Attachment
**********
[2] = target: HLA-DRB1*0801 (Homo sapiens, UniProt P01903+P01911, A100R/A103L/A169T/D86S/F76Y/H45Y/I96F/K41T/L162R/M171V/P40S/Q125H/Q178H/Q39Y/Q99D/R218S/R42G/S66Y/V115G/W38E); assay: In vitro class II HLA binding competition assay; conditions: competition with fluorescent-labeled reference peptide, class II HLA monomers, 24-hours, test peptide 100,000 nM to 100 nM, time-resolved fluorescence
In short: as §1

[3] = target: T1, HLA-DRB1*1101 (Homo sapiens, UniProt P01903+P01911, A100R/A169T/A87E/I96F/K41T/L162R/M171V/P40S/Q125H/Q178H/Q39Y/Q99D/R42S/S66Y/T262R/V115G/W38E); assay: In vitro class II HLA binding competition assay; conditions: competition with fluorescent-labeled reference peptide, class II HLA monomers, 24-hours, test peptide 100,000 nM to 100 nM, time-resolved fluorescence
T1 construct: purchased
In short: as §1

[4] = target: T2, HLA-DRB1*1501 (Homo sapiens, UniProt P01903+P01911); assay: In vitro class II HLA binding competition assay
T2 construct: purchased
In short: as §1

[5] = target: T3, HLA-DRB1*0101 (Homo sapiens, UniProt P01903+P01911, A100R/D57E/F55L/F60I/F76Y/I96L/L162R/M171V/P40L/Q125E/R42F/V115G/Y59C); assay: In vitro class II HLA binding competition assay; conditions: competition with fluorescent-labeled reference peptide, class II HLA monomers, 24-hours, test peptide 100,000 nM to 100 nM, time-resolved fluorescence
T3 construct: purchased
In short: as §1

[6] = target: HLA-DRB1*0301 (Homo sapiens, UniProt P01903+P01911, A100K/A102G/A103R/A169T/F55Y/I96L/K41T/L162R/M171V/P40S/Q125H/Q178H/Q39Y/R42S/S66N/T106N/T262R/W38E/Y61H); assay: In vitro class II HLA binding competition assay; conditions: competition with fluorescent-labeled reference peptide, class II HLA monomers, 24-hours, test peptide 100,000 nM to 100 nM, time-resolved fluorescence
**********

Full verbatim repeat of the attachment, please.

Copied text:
[2] = target: HLA-DRB1*0801 (Homo sapiens, UniProt P01903+P01911, A100R/A103L/A169T/D86S/F76Y/H45Y/I96F/K41T/L162R/M171V/P40S/Q125H/Q178H/Q39Y/Q99D/R218S/R42G/S66Y/V115G/W38E); assay: In vitro class II HLA binding competition assay; conditions: competition with fluorescent-labeled reference peptide, class II HLA monomers, 24-hours, test peptide 100,000 nM to 100 nM, time-resolved fluorescence
In short: as §1

[3] = target: T1, HLA-DRB1*1101 (Homo sapiens, UniProt P01903+P01911, A100R/A169T/A87E/I96F/K41T/L162R/M171V/P40S/Q125H/Q178H/Q39Y/Q99D/R42S/S66Y/T262R/V115G/W38E); assay: In vitro class II HLA binding competition assay; conditions: competition with fluorescent-labeled reference peptide, class II HLA monomers, 24-hours, test peptide 100,000 nM to 100 nM, time-resolved fluorescence
T1 construct: purchased
In short: as §1

[4] = target: T2, HLA-DRB1*1501 (Homo sapiens, UniProt P01903+P01911); assay: In vitro class II HLA binding competition assay
T2 construct: purchased
In short: as §1

[5] = target: T3, HLA-DRB1*0101 (Homo sapiens, UniProt P01903+P01911, A100R/D57E/F55L/F60I/F76Y/I96L/L162R/M171V/P40L/Q125E/R42F/V115G/Y59C); assay: In vitro class II HLA binding competition assay; conditions: competition with fluorescent-labeled reference peptide, class II HLA monomers, 24-hours, test peptide 100,000 nM to 100 nM, time-resolved fluorescence
T3 construct: purchased
In short: as §1

[6] = target: HLA-DRB1*0301 (Homo sapiens, UniProt P01903+P01911, A100K/A102G/A103R/A169T/F55Y/I96L/K41T/L162R/M171V/P40S/Q125H/Q178H/Q39Y/R42S/S66N/T106N/T262R/W38E/Y61H); assay: In vitro class II HLA binding competition assay; conditions: competition with fluorescent-labeled reference peptide, class II HLA monomers, 24-hours, test peptide 100,000 nM to 100 nM, time-resolved fluorescence